Vertical Blanc Du Bois Tasting Meets Horizontal Tasting

As I’m sitting here recalling the wine tasting and blogging, what impresses me is the innate versatility of the Blanc Du Bois grape. It’s a grape that can be grown in nearly any part of the state (unlike European-style vinifera grapes) without fear of the Texas winegrowers scourge – Pierce’s Disease, and it can be made into just about any wine style from dry to sweet, still to sparking, and with or without oak.

Blanc Du Bois may have started out its meager existence in a Florida research vineyard, but as with many of us “Naturalized Texans”, it got here as quick as it could. With more of it growing in Texas than any where else, it’s now proudly wears its Texas brand. In fact, Blanc Du Bois has done so well in the Texas Gulf Coast and Post Oak belt region around Austin and Brazos Counties (around 200 acres planted), that the growers are looking into establishing this region as a new American Viticultural Area (AVA) for Texas.

My recommendation is to pick your style and try a Texas Blanc Du Bois as soon as you can. Blanc’s a trend in Texas wine drinking that I’m sure will spread around the state.

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Love to taste, talk and tweet about Texas wines and where they are in the global scheme for wines. After all that's the only way they will reach the full potential.

5 Comments

  1. I am a huge fan of it and believe like you that it has a ton of potential.
    It could be the Picpoul/Catarratto/Torrontes of Texas.
    WOW! I am all excited about seeing Blanc in a screw cap! That is exactly what this varietal needs to preserve it better!
    I think its funny how these non-commercial winemakers are using screw caps with blanc I wish more commercial wineries would use them, however I know it really cost allot more to use them instead of corks.

    Blanc is best unfiltered and not cold stabilized which I think is what the Austin County wines are, however I am curious of the stable aging potential when they are not. Do you not run a greater risk of refermenting even with .50% RS?
    I have seen this happen in Blanc that has been cold stabilized (but not cold enough) and filtered.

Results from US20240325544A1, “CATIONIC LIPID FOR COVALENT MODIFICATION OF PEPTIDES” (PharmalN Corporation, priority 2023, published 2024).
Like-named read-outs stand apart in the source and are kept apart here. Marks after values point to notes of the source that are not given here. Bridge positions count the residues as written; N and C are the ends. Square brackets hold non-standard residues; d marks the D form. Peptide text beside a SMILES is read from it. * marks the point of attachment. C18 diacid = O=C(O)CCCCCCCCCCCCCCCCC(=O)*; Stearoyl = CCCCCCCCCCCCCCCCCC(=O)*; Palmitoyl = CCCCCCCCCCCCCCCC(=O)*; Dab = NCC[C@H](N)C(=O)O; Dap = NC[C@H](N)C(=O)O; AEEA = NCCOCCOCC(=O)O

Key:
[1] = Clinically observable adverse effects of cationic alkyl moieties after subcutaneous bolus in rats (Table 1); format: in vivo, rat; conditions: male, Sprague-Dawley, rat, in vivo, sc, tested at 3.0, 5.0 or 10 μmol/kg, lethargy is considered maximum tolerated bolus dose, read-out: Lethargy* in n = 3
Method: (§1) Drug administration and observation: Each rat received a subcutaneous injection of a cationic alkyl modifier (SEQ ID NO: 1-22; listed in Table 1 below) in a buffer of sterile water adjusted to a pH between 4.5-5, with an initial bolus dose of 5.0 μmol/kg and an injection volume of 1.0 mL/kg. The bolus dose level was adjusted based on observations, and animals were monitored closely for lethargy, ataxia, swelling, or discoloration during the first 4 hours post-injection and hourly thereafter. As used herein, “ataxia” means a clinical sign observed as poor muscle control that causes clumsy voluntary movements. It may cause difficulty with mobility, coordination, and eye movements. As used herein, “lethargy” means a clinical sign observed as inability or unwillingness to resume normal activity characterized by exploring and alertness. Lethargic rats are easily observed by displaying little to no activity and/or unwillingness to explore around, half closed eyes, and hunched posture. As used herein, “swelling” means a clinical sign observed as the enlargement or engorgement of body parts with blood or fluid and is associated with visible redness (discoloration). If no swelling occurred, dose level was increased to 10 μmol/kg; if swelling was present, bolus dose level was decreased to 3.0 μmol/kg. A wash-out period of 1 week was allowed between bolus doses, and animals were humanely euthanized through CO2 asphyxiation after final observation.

I really think 09 was a very unique year for blanc du Bois and the ones I have tried in my neck of the woods have been somewhat different yet good compared to the really good years.

    From what I have learned talking to many winemakers about the grape, its very easy to make it good in small batches the trouble gets to when you start trying to do it in larger tanks. They say thats where it gets tough. And then to sell it commercially people expect it to be filtered and you have to cold stabilize and that strips the wine of all the good stuff.

    Small production Blanc is probably the best kept secret here in Texas and you are totally right Blanc du Bois is Texas own grape now. If you do not think so try some Florida Blanc du Bois.
    We all have Mr Raymond Haak to thank for this great grape!

    • I believe that Texas does make a great Blanc , but Florida also makes a great Blanc as well. You just have to find it. Royal Manor Blanc took gold in the Indy International, and Silver at Hilton Head Island.. So it is hard to put all of Florida in the same bunch of grapes.

      • Florida developed Blanc Du Bois, but not many wineries in Florida are making wine with it any more. There have been lots of problems with rot and other fungal and disease pressures in Florida.

        There are now more acres of Blanc in Texas than any other place on the planet. We much appreciate the effort to our brothers and sisters in Florida, and will continue to enjoy the wine. We have finally learned how to grow it here and make it into a mighty fine wine ourselves.

        • I believe that in general most Floridians don’t want to take the time or effort to learn how to grow this wonderful grape. Some of my Blanc vines stayed under water for four or five days as well as some of my muscadines which died. The Blanc rebounded without one loss.

          I personally Can’t compete with the acreage but keep an eye out for Royal Manor Wines as I believe that with a little extra effort we can compete with the Texas wine makers. Cheers

  2. Thanks for the kind words on Blanc du Bois, James, I feel passionately that it is truly a Texas wine variety that fits our Texas terrior.
    I have been working with this grape for over 25 years and my enjoyment and passion for it continues to grow. We produce seven different styles of commercial wine from this one varietal and each have a loyal following wirth our customers.
    As far as winemaking is concerned, Blanc du Bois is a straight forward varietal to produce wines from. Using sound winemaking practices, there are no “tricks” or “insider” knowledge required to produce premium wines. The most important variable is determining optimum fruit ripeness to match the style and flavor parameters desired for each wine style. Lower pH (3.25-3.35), higher total acidity (8.5-9.0 g/l) for off-dry to desert wines and higher pH (3.35-3.5) with lower total acidity (7.0-8.5 g/l) for dry style and barrel aged/sur lie wines. As far as cold stabilizing wines it does not remove any flavor compounds, only Potassium/Magnesium Tartrates that will become insoluble with age and lower storage temperatures. The thing to remember is filtration only removes suspended solids and it improves and enhances the brilliant sparkling clarity to the wines and increases its visual quality. Filtering wine with a filter rating of 0.5 micron or less will remove any residual yeast in the wines and this coupled with good sterile hygiene practices in the winery will greatly reduce the possibility of secondary fermention of any residual sugars in the bottled wines.
    I apologize for the “excessive” wine geek above, but it is important to stress the straight forward rigors needed to produce premium Blanc du Bois.
    The main thing to take away from this blog is to enjoy Texas Blanc du Bois!
    Bon Appetite!